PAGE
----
Board member of the organization and ESPN senior writer Jackie MacMullan took a trip to Rwanda to report on the outcomes that their nonprofit produces.

The 25 local full-time and volunteer coaches organize the children into teams, where the children get to pick their own teammates and are educated on consent. Health screening is provided in conjunction with the Boston-based nonprofit Partners In Health.

In the country of Rwanda, many of the communities are economically undernourished — the average monthly salary of citizens living in the impoverished city of Rwinkwavu is just $20 a month. Since Rwandans have little to spend on healthcare, Shooting Touch offers free healthcare to anyone who joins their program. In this way, the organization is not only advocating for healthcare; they are sponsoring it as well. The program also educates youth in Rwanda, with hands-on education.

“When we are on the court together, we are free,” says the mother of one of the players during a basketball tournament sponsored by Shooting Touch. Each player is provided a hot meal, and celebration ensues as the tournament ends. There is not a loss for one team, but rather a huge win for both sides, as all of the players walk away with free food and healthcare.

To educate youth in Rwanda and all over the world is essential to aid the growth of countries and is the first step to bringing families out of poverty. All of this is courtesy of one organization’s passion for lifting the spirits of struggling youth with the universal language of sports.

Vicente Vera

Photo: Flickr

As more youth in Cambodia become politically aware, the country has seen significant strides by these individuals in advocating for change.

Such advocacy makes sense in light of changing technologies. As Ou Ritthy, the founder of a Cambodian discussion group, states: “Youth have two things: Information — from social media — and smartphones. They are more independent in terms of information.”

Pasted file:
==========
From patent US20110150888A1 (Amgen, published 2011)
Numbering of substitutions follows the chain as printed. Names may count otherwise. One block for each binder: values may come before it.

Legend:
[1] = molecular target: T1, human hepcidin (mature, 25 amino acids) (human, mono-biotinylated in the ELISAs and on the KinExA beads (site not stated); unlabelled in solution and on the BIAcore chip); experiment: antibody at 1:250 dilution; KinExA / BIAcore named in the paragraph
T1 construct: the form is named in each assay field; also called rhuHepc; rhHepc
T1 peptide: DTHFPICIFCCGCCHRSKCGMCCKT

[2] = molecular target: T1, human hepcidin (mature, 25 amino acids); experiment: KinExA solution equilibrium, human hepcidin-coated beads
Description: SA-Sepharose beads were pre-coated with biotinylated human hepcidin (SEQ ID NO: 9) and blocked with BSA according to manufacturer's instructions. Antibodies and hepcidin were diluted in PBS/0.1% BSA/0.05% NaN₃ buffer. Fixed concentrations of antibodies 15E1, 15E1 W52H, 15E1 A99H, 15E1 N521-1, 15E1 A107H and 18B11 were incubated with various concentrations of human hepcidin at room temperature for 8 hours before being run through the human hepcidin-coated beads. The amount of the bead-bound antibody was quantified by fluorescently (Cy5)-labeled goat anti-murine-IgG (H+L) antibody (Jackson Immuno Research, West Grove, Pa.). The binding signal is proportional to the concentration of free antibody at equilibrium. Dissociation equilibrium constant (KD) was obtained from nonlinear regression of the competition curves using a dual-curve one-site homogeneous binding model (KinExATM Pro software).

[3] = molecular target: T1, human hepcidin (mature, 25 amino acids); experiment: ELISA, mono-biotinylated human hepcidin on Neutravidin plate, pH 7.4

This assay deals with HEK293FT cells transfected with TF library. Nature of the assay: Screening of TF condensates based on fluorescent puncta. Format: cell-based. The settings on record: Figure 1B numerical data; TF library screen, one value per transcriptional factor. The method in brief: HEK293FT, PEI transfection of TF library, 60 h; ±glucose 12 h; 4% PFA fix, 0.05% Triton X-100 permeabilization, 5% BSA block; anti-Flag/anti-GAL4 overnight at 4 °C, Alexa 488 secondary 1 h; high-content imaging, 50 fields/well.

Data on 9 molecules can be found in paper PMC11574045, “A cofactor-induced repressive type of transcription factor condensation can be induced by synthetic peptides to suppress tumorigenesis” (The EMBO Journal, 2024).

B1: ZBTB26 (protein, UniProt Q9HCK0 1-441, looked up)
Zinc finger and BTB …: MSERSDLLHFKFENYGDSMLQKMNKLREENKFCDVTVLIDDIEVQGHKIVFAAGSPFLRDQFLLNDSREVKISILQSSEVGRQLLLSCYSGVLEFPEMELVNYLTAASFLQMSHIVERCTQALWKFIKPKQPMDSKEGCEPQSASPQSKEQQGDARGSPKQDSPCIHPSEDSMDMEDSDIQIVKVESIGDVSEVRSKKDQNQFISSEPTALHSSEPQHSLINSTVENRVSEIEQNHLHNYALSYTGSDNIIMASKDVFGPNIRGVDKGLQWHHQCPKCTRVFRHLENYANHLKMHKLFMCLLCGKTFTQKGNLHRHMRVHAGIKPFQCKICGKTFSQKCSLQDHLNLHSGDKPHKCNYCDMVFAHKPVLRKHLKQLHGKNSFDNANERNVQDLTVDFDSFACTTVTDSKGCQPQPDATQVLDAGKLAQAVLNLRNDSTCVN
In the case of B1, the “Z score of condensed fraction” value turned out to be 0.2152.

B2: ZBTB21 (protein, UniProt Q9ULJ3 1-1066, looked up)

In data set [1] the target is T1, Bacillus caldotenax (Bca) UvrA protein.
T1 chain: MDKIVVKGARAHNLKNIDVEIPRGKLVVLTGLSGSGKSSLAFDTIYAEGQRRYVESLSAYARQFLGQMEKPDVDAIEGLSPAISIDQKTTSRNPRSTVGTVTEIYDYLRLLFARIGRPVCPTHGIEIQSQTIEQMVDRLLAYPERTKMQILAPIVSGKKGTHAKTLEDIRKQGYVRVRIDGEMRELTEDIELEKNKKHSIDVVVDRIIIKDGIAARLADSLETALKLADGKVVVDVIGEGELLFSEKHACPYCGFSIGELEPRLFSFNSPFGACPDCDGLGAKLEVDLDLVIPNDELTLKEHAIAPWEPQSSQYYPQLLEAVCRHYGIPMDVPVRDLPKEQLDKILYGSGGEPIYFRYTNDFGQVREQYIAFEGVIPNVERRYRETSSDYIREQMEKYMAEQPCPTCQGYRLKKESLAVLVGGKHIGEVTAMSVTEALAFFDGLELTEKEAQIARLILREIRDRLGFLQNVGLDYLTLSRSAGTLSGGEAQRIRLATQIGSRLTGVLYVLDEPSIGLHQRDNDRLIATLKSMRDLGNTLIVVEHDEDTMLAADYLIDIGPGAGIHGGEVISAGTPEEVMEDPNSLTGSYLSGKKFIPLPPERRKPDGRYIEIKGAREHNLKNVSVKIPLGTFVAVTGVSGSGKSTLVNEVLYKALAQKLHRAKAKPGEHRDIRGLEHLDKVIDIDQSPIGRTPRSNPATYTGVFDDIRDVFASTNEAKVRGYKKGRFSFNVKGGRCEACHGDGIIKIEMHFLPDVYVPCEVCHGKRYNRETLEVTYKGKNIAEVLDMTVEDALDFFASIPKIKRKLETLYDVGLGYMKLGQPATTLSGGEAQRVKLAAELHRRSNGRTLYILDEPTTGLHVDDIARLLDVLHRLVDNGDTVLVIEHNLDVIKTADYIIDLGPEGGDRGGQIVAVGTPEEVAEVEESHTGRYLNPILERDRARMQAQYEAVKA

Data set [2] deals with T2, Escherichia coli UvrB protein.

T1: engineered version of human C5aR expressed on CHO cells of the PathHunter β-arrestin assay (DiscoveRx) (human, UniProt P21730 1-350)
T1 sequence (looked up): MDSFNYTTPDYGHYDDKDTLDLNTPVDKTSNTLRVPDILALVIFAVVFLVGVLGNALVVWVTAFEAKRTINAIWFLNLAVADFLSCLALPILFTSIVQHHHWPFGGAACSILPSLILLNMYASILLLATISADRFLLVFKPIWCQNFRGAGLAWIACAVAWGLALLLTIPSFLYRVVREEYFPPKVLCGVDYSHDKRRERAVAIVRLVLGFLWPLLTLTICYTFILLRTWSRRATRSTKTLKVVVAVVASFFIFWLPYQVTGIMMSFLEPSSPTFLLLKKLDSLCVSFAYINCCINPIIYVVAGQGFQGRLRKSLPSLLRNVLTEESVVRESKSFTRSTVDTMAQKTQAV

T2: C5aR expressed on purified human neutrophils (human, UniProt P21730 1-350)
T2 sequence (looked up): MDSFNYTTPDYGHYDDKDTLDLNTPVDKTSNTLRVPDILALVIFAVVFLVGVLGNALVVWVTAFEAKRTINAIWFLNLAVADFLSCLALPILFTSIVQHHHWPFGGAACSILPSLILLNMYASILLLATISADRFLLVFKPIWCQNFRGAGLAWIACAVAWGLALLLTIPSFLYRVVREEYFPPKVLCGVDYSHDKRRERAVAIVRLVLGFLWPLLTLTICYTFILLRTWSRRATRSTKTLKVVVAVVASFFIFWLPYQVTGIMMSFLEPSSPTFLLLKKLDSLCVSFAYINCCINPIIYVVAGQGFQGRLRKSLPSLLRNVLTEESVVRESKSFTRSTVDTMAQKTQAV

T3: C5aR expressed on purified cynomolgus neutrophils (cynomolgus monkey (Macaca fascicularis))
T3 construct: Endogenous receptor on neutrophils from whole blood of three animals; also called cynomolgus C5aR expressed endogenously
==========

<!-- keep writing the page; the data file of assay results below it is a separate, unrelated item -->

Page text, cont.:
Not only has this allowed Cambodia’s youth to become more educated regarding governmental matters, but it has opened up opportunities for political networking. Through applications such as Facebook, these individuals can now unite through common interests. Together, they can plan rallies, organize volunteer efforts or simply instigate debate.

Furthermore, these efforts are having a bigger impact than ever before. As the New York Times reports, “Two-thirds of the population is under 30,” meaning youth in Cambodia now have the greatest capacity to bring about political change.

Student Thy Sovantha serves as one example. Sovantha created a Facebook page and posted Youtube videos supporting Sam Rainsy, the opposing candidate to Cambodia’s current prime minister Hun Sen, during the country’s 2013 elections. Her actions resulted in thousands of followers.

Sovantha is not the only one who opposes Sen, however. Youth protests were widespread during the 2013 elections, and efforts against his rule continue to this day. Cambodia’s elections later this year will be the final determinant of his power.

“The image of Cambodia in the international community has been damaged because they can see that…Cambodia is moving to dictatorship,” comments Ren Chanrith, a member of Cambodia’s Youth Resource Development Programme.

Regardless of Cambodia’s future regarding Sen, it is certain that youth in Cambodia will continue to have a big impact in what lies ahead for the country. This demographic change, combined with new technology, puts Cambodia’s youth at the forefront of politics.

Genevieve DeLorenzo

Photo: Flickr

IBM is investing $70 million in building digital, cloud, and cognitive IT skills among youth in Africa in order to support a 21st-century workforce. The initiative, “IBM Digital – Nation Africa,” will provide a cloud-based learning platform offering free skills development programs for up to 25 million African youth over the next five years. The IBM investment is part of their global push to equip the next generation with the skills needed for “New Collar” careers, a term used by IBM to describe non-traditional careers that require sought-after skills in cybersecurity, artificial intelligence, data science, cloud and more, rather than a traditional four-year college degree.